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The importance of having a Will
06 May 2020  | Charné Barnes

Most people never consider writing a Will, assuming that everything they have earned will automatically be left to the obvious intended beneficiary, when they pass away, however this is not the case.

If you pass without leaving a valid Will, your assests  will be distributed according to the Intestate Succession Act 81 of 1987.

Writing a Will give you the opportunity to express you last wishes and ensure that your belongings will be divided amongst your chosen beneficiaries.

The benefits of having a Valid Will is that it accelerates your estates administration process because you had the opportunity to decide on who you will appoint as your executor. In the event that there is no Valid Will the Master of the High Court has to appoint an Executor which could take months. In cases where there is no Valid Will the Family members of the Deceased are left without critical income.

Wills limit family disputes, as family arguments over your estate is avoided. Wills may be contested if there is valid reason to believe that the Will is invalid, however the party who wishes to contest the Will has to have a very good reason eg, the deceased was not of a sound mind or unduly influenced by a third party.

Wills state clearly your preference, as it can indicate how you want your assests to be used. This is not legally binding however it makes your loved ones aware of your final wishes.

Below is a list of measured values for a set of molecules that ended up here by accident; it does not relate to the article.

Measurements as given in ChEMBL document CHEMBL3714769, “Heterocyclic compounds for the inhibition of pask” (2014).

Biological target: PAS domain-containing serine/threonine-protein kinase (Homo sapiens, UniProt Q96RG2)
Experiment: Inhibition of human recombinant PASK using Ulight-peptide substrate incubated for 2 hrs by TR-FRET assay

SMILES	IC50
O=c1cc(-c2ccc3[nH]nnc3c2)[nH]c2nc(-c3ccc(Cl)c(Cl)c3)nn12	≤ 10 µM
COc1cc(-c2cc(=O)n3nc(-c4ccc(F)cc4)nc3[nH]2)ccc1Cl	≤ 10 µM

A will affords you the opportunity to stating who you will be looking after your Children after your passing. This eliminates the risk with regards to the State determining who will be responsible to look after your Children. It affords you the opportunity to make provision in cases where your children are unable to manage their inheritance. In such cases the Will can insist that the assets be placed into a trust that can either limit the beneficiaries access until they are of a certain age or distribute the money over a certain period of time.

If you pass without a Will your assets will be distributed to your surviving blood relatives in terms of the Intestate Succession Act, without your final wishes being known, so drafting a Will would be in best interest of those left behind. 

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